Author’s Note: This film is available on Netflix Instant Play.
Illustrating the lives of four indie video game programmers, “Indie Game: The Movie,” demonstrates just how essential an art form video games are in an increasingly digital world.
Oftentimes, players only think about the newest, biggest, video game titles, like “Grand Theft Auto V” and “Bioshock Infinite,” focusing on their imperfections as negative bugs in need of fixing. Indie games, however, focus more on the plot and imagery of their titles. While some have more relaxed gameplay, like “Fez,” others have fast-paced action puzzles like “Super Meat Boy.”
The documentary encapsulates the lives of a successful indie game programmer (Jonathan Blow of “Braid”), two programmers about to launch their game (Edmund McMillen and Tommy Refenes of “Super Meat Boy”) and one creator who has been working on his game for over 4 years with a plausible launch date an entire year after the film (Phil Fish of “Fez”).
The film reminds the audience that there are actual people behind these video games and articulates the fact that indie games, unlike their mainstream counterparts, have extremely small staffs. While most video game companies, like Valve or Rockstar, have around 1,000 staff members, indie game staffs are generally comprised of one to three talented individuals.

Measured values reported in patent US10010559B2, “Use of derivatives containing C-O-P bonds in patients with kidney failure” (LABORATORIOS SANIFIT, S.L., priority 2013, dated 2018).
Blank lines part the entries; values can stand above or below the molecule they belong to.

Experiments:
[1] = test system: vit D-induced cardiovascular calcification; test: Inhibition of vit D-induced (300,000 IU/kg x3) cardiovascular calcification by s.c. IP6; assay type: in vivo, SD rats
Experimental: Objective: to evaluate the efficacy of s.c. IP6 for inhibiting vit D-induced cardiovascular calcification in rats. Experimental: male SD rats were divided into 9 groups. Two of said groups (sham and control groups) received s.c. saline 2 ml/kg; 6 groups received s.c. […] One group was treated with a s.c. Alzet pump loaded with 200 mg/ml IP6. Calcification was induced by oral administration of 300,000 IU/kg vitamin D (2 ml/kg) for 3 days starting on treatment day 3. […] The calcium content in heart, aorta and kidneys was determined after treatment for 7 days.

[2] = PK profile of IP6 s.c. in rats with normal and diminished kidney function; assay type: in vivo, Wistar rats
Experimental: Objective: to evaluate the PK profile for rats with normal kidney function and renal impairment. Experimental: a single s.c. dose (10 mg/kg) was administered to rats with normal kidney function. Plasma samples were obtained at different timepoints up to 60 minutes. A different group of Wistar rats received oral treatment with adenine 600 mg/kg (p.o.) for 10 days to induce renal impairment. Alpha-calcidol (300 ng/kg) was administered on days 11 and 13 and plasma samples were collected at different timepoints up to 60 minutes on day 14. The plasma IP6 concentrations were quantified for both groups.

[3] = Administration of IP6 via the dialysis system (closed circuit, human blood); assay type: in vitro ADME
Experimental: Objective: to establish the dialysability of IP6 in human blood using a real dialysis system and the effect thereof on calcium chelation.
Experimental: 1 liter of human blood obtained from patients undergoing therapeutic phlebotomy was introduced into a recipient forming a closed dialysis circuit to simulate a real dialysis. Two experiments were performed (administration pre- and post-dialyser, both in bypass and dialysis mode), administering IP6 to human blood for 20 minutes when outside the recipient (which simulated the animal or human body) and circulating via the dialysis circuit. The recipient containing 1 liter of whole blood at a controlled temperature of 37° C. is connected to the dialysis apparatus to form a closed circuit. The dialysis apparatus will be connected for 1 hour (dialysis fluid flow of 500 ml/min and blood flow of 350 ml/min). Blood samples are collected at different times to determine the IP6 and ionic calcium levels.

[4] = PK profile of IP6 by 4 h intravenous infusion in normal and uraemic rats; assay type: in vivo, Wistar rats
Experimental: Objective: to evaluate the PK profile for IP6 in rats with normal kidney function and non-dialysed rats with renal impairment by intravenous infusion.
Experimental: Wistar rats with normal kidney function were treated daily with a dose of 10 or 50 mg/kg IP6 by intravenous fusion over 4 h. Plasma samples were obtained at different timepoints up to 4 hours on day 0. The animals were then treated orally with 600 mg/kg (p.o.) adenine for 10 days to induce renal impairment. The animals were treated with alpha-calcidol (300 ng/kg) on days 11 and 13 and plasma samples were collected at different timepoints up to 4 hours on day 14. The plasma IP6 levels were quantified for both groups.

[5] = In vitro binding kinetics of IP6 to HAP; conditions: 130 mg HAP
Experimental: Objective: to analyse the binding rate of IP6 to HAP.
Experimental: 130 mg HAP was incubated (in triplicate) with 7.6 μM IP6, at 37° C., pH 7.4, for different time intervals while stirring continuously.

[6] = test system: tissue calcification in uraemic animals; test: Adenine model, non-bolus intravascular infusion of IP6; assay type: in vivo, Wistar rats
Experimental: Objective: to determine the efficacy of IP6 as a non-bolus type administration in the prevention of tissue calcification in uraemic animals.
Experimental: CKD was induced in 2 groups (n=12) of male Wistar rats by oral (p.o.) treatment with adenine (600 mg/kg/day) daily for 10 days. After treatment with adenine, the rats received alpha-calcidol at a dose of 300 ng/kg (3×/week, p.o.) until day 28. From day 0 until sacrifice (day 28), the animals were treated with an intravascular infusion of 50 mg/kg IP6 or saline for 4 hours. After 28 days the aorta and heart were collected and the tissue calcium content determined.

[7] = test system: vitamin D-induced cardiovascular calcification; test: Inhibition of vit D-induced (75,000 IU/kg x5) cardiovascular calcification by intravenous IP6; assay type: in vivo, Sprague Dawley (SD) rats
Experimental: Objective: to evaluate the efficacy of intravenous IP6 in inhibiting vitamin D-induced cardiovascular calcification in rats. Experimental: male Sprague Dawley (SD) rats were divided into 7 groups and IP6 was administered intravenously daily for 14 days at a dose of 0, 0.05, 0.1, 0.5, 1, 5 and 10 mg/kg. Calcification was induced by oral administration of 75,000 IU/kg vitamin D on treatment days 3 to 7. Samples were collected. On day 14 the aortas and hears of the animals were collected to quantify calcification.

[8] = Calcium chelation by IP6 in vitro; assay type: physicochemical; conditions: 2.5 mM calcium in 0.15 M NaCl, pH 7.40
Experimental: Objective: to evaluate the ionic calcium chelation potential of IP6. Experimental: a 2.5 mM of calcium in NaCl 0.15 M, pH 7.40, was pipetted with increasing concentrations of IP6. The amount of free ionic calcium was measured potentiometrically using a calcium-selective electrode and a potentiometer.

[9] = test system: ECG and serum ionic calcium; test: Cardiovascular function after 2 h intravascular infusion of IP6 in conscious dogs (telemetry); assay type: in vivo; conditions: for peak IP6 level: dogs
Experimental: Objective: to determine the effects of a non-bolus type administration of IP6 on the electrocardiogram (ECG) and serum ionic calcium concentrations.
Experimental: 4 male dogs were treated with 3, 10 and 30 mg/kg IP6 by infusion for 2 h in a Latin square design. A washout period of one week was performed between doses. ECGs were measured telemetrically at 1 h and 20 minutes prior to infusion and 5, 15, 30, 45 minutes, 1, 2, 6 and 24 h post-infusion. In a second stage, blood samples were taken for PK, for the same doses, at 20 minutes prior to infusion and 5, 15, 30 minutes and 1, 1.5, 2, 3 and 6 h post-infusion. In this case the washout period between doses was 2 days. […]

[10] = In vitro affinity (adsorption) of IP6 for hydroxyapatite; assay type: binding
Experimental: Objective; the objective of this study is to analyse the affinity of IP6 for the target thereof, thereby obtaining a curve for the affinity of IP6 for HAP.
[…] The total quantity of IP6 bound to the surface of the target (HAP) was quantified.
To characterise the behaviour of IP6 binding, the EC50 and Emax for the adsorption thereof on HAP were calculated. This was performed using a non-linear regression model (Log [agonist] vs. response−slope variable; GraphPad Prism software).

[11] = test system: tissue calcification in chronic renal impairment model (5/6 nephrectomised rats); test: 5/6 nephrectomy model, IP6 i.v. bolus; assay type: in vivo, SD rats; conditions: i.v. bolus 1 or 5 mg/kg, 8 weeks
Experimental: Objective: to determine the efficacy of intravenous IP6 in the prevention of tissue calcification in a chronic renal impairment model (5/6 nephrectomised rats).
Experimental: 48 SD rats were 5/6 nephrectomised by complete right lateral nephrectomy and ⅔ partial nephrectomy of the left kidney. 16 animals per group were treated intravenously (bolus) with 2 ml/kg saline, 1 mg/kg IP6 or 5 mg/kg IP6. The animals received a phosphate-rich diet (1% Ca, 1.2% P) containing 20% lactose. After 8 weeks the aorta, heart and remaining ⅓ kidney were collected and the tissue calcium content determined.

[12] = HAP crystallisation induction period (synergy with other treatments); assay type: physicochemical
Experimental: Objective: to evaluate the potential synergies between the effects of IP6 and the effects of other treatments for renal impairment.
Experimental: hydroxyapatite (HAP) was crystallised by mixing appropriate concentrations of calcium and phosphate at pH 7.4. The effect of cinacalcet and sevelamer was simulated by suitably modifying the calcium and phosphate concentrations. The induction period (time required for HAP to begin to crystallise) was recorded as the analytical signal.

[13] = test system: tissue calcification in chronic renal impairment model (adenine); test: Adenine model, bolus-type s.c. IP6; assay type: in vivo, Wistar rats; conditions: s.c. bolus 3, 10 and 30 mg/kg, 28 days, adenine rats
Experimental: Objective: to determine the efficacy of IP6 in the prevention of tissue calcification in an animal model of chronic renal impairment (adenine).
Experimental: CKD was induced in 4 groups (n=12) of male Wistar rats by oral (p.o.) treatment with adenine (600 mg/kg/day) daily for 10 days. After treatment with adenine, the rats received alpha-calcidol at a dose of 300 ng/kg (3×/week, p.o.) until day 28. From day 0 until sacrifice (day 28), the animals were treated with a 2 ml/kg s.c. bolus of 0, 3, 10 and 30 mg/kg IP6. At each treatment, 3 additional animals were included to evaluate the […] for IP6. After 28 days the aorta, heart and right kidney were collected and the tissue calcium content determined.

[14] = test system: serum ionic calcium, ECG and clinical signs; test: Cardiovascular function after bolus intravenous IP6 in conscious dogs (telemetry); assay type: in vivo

This creates obvious emotional attachment to video game projects. Directors Lisanne Pajot and James Swirsky make the audience feel for their subjects, especially McMillen and Refenes, by painting a picture of their extensive work and effort before (what is hopefully) success.
This emotion is further driven by the incredible soundtrack produced by Jim Guthrie. With a new-age sound and varying tones and frequencies, his wordless music tells a story all its own while also cultivating interest for the stories of the film’s subjects.
Worth its 103 minutes, “Indie Game: The Movie” sparks the childhood creativity in its viewers and inspires them to create something just as successful as the big-names of indie gaming. Plus, if you’re a mainstream gamer looking for some fun, such as downloadable content between large-title releases, check out the film for a great place to start in indie gaming.